Our Gospel for this Sunday comes from John (20:19-31) and tells of one of Jesus' early post-Resurrection appearances. His eleven remaining Apostles had hidden themselves in a locked room. They were fearful for their lives from their fellow Jews, let alone the Romans. Inexplicably, Jesus appeared in their midst. Would they have accepted him as they had in previous times? Each one's level of acceptance would have depended upon each's personal belief in Jesus which, at that point, might well have been damaged by his apparent inability to save himself from crucifixion. Known as Jesus' associates, they would have been fearful which explains their being in hiding.

Jesus' greeting addressed their uncertainty: "Peace be with you." The words and the voice would have been familiar but could they accept them as real? So, Jesus repeated his words and showed them the wounds of his crucifixion. John, in his Gospel, tells us that: "The disciples rejoiced when they saw the Lord." The question is, did they really accept that what their eyes saw namely, their Resurrected Lord, truly was present in their midst? Did their inner but now insecure faith fail to accept the evidence of their eyes and could Jesus have seen this reflected in their eyes? Judging by Jesus' repeated appearances in that locked upper room, he had work to do to win back the belief of the Eleven.
Today's Gospel features Thomas. He continues to be tagged with the label 'Doubting' whereas, as a result of Jesus specific attention resulting in Thomas' own proclamation of renewed faith, "My Lord and my God", he surely deserves re-identifying as 'Believing'. Sadly, human nature, weakened through unforgiven sin, often continues to favour the negative stance in preference to reaching out and embracing the possibility of a positive change.
Could it be that our own faith is insufficient when we fail to identify God's presence in the eyes and faith-inspired demeanour of another? People who are infused with the Spirit exude a confidence based on their awareness that God is working through them; that in speaking the Truth they are doing God's work. Not just their eyes but their smile and words convey the sense of God's spirit within them despite their, perhaps, deprived human condition. Do others, knowing us to be Baptised believers, find a measure of disappointment because they cannot see in our eyes, hear in our words and observe in our actions the life-sustaining fulfilment of the badge to which we make claim namely, 'Christian'?

Jesus would have been under no illusion when he appeared in the locked upper room in the evening of the first Easter Day. Evil's howls of frustration at recognising that it could no longer win the war with God were far from silenced then or now, but on the Day of Judgement they will be forever silenced. Our lacerated Church in the 20th going 21st century resembles the lacerated body of our Lord and Head who appeared still carrying the wounds humanity had inflicted. It is hard to acknowledge a healing when the body remains so traumatised. It must have been significantly difficult for Thomas, and maybe others too, to experience tactile contact with the wounds Christ bore. They were, and remain, the open wounds of Calvary not the scar tissue that we are accustomed to seeing on our own and other's bodies.
It is said that our Saviour's open wounds will remain open until the end of the world for, even now, Jesus goes on working to recover us sinners and bring us, his scattered, at-risk and much-loved flock, home:
"Jesus said to the Jews,
"My Father goes on working, and so do I." (John 5: 17-30)
There are many who, like Thomas, are called to touch in some real or metaphorical way the wounded Body of Christ on earth. They find the strength, like Thomas, to say: "My Lord and my God" to the most unappealing and, perhaps, ungrateful victims of human disfigurement - even when such disfigurement has, in part, been self-inflicted. Jesus' words to Thomas come to mind: "Have you come to believe because you have seen me? Blessed are those who have not seen and have believed."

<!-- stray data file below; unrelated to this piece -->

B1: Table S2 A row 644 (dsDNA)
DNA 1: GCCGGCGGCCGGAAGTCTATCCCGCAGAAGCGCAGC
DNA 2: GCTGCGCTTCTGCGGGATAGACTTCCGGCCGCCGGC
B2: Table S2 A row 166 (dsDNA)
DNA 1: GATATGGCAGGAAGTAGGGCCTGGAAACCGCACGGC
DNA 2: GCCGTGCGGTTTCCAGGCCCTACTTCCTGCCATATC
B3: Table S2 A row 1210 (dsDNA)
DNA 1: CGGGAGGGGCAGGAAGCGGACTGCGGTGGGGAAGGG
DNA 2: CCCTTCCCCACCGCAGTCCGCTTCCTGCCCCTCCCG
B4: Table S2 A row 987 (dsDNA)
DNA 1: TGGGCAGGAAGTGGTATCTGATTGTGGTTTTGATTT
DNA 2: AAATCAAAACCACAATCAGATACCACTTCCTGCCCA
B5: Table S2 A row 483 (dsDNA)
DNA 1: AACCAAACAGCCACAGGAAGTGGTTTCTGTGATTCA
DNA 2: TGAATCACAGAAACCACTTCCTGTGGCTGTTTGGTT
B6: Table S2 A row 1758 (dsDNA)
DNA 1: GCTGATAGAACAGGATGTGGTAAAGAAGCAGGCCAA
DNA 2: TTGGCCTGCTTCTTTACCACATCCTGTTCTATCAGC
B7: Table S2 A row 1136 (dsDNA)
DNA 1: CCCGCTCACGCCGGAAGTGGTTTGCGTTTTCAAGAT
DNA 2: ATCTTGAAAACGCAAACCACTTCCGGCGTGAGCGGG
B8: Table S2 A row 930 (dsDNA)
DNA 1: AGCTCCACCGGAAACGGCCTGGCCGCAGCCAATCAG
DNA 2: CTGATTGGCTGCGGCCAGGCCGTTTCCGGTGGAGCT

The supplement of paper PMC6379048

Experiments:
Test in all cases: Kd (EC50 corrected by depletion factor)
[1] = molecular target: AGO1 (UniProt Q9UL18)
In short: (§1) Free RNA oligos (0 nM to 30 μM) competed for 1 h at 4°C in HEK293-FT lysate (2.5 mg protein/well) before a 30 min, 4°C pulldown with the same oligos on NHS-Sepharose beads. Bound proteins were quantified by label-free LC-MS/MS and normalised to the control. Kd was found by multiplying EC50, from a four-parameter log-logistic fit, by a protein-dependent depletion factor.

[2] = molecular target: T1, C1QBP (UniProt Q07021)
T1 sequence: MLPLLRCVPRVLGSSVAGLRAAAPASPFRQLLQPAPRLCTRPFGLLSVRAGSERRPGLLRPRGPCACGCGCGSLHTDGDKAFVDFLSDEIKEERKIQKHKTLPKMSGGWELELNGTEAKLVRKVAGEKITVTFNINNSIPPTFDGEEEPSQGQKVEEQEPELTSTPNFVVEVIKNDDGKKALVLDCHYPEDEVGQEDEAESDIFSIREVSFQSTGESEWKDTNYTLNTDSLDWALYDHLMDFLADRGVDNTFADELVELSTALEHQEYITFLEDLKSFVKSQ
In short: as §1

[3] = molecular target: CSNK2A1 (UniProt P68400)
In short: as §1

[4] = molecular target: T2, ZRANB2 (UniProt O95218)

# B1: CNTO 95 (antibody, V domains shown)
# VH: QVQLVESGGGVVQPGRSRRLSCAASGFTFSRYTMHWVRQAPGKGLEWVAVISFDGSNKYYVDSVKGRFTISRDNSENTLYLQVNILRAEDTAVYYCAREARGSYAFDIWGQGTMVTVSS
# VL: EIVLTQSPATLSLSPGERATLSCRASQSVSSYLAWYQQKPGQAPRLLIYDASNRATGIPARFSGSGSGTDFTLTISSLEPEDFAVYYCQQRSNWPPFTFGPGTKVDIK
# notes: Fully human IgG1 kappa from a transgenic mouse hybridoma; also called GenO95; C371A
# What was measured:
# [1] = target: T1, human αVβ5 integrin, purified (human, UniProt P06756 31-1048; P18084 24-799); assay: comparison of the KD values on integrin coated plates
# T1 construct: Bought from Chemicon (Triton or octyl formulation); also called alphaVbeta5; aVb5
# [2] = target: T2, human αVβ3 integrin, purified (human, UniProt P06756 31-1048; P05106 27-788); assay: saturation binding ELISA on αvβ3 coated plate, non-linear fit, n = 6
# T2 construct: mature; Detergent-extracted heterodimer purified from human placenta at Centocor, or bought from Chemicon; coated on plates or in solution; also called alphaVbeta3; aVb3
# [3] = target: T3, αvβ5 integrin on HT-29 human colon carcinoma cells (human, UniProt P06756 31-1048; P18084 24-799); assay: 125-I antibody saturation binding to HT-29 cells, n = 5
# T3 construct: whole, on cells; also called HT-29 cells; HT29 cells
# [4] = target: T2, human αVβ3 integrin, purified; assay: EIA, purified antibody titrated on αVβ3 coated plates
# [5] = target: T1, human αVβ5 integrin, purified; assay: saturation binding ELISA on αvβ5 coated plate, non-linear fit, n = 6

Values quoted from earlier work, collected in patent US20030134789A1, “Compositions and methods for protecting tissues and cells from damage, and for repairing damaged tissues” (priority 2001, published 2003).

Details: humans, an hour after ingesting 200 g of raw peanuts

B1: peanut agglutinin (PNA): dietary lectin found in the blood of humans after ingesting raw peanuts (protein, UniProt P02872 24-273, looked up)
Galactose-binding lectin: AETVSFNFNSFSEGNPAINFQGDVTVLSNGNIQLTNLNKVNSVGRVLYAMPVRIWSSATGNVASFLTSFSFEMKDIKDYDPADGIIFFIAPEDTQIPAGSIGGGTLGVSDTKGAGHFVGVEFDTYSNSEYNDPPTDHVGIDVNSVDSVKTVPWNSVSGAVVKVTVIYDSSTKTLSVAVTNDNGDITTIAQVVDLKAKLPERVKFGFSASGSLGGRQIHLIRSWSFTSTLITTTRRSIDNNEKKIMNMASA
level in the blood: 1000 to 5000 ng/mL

It is said that 'appearances can be deceptive' and first appearances can be the barrier we have to overcome. For it is only when we have eye-contact with another that we truly begin to communicate. I remember a diminutive Poor Clare Extern (non-cloistered) Sister named Gerard, now long since gone to God. Clothed in a rough brown ankle length habit with a black veil over her head, she, with a companion sister, used to go begging around the dockland pubs in Liverpool on a Friday, the dockers' pay day. Irrespective of whether she was sworn at, spat at or received a small coin, Sr. Gerard stopped and looked up into the eyes of each burly docker and with clarity said: "God bless you". Sister Gerard meant it and the docker knew it!



Sunday thoughts: April 2019

By Monsignor John Devine

John Humphreys is to retire from Radio Four's Today programme. Let off the lead by spin doctors, politicians are fair game. Innocent-sounding questions are used to flush out privately held and well-disguised opinions. Are they racist or sexist? Do they want to abolish the NHS or the nuclear deterrent? One slip of the tongue or hesitation by a politician on Today provides headlines for the rest of the day.

To go on record with inappropriate views is the death knell for anyone with aspirations to high office. A politician with a 'safe pair of hands' is one who is sure-footed under pressure. Having earned their stripes, they are wheeled out in times of crisis to clean up the mess left by hapless colleagues who have let their guard down: 'What the Northern Ireland Secretary really meant to say was…..'

Jesus would have been a natural on the Today programme. 'Is it lawful for a man to divorce his wife?' 'Why do your disciples pick corn on the Sabbath?' 'Is it right to pay taxes to Caesar?' 'Moses has ordered us to condemn women like this to stoning. What have you to say?' These are questions asked by Pharisees. None of them are inspired by concern for the hungry or by compassion for those betrayed by the infidelity of their partner. Jesus adroitly deflects them all.

Nor are such questions intended to provide definitive guidance to those of us hearing them 2,000 years later. Yet these very same questions appeal to modern-day Pharisees equally motivated by the desire to score points. Their purpose is to discredit and to incriminate.